Food brand owners in France are no longer able to describe non-meat products with meat terms.
April 25, 2018
by Canadian Packaging staff
In France, legislators have banned the use of “meat terms” to describe non-meat vegan and vegetarian products.
Now meat terms such as “burger” or “sausage” are banned from such products, as is “meat-free” and “bacon-like”—especially if the food product in question does not contain any meat, regardless if the sausage labeling is clear in its description.
That means it is now an expensive faux pas to have a product labeled as “meat-free soy hot dogs”. Yes, the description states that it is meat-free, but France believes that merely having the word “meat” contained within a product’s description is enough to confuse some consumers who actually want a meat product.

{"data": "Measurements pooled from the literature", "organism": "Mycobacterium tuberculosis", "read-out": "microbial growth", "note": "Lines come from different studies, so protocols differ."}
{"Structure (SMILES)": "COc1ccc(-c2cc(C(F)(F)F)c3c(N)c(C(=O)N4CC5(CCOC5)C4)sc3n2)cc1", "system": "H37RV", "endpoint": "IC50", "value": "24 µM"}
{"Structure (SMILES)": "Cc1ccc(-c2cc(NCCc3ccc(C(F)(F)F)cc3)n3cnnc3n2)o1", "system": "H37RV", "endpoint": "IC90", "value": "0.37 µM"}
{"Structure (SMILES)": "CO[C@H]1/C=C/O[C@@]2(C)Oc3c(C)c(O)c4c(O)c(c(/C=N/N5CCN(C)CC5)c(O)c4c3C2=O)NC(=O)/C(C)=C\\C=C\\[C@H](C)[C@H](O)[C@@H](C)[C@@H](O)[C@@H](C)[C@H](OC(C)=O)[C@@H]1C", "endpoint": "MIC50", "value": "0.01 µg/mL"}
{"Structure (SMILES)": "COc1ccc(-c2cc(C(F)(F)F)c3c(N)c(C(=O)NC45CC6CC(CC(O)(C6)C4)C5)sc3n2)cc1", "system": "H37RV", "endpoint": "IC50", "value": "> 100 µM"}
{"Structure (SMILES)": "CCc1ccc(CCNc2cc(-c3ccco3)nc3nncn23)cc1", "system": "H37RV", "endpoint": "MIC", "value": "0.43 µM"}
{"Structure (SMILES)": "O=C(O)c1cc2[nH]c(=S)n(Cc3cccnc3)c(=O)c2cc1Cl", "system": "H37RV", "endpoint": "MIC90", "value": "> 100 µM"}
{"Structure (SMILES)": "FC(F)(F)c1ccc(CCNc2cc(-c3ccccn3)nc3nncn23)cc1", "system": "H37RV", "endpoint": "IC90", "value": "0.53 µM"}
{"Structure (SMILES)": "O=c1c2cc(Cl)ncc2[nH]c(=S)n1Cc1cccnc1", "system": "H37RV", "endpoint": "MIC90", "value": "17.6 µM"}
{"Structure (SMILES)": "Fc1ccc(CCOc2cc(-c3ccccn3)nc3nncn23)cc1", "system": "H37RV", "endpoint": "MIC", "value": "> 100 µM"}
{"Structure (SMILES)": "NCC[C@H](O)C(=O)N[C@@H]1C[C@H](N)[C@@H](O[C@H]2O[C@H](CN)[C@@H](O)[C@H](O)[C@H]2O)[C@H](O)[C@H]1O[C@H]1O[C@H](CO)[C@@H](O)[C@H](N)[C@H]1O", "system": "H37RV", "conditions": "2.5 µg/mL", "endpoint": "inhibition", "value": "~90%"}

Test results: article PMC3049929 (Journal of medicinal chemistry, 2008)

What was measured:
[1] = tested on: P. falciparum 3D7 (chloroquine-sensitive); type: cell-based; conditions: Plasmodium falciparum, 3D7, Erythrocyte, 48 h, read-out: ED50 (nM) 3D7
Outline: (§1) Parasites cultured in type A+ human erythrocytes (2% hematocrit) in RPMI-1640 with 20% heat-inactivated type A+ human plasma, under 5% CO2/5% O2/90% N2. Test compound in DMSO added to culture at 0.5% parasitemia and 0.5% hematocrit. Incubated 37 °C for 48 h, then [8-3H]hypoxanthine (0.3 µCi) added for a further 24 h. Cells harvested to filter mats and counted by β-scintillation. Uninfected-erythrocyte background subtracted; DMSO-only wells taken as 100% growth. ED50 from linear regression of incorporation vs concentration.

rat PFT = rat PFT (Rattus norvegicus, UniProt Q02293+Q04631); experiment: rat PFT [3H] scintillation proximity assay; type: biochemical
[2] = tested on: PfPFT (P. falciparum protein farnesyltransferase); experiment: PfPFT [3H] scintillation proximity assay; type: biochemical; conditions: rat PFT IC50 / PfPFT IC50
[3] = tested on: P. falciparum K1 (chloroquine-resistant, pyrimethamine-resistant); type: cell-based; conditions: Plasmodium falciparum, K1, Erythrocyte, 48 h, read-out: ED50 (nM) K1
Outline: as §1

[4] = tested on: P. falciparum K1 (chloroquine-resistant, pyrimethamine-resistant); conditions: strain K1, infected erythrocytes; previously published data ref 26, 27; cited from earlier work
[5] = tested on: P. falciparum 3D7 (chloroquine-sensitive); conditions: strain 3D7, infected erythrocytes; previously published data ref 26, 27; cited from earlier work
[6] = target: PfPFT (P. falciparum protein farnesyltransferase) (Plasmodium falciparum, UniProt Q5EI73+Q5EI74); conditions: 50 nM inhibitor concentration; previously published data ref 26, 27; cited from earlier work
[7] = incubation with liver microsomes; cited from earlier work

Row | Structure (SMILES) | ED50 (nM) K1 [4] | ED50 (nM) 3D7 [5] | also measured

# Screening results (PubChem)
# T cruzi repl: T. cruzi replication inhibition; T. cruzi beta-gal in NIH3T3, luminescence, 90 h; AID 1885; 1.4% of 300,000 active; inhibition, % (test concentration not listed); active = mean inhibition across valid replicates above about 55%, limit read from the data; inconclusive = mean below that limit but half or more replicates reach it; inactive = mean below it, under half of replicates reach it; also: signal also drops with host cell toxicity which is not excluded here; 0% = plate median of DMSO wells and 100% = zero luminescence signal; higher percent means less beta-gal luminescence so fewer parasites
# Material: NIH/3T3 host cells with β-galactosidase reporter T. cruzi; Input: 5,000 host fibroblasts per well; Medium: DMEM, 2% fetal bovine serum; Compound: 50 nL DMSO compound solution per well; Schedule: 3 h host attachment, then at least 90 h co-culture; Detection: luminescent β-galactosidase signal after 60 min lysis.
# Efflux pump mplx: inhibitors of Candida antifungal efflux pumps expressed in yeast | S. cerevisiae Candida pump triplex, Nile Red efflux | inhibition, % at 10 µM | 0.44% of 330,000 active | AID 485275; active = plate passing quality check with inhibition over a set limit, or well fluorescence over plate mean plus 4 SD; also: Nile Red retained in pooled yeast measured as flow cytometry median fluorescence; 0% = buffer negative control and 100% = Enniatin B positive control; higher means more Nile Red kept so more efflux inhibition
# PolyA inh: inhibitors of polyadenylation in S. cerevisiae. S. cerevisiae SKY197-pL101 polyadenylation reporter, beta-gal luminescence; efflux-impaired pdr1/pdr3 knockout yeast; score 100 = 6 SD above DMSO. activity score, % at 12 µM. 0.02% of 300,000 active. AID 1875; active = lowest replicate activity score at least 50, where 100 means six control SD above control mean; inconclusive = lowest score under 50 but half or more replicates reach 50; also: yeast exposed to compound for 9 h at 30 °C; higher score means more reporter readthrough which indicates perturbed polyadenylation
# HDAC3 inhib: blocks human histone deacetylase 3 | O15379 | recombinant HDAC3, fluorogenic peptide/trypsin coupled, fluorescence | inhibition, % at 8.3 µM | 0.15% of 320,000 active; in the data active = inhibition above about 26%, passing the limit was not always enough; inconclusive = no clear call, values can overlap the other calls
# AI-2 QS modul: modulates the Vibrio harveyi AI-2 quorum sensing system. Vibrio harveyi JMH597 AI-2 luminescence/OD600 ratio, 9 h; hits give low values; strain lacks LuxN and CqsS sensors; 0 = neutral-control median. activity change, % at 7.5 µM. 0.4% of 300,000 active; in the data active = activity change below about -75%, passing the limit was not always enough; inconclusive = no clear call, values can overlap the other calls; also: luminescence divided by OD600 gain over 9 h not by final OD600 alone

For those in the meat industry, the move is seen a huge step forward in reclaiming words it uses to describe its market segment.
Conversely, those in the vegan and vegetarian sector are calling France’s move a blatant position of defensive paranoia.
Failure to comply with the new food labeling rules in France could land brand owners a fine of up to ~ CDN $470,000.
However, there will be a fight on this: can the term “fillet” just be considered a meat term, when it refers to slices? Is a “sausage” a legitimate meat term when it is actually a manufactured item?
There is a precedent, of a sort, for this: In 2017, the European Court of Justice decreed that such terms as milk, butter and cheese could only be used on products that contained animal milk, within the European Union, implying products such as soy-based protein products are not allowed to describe themselves as “soy milk” et al.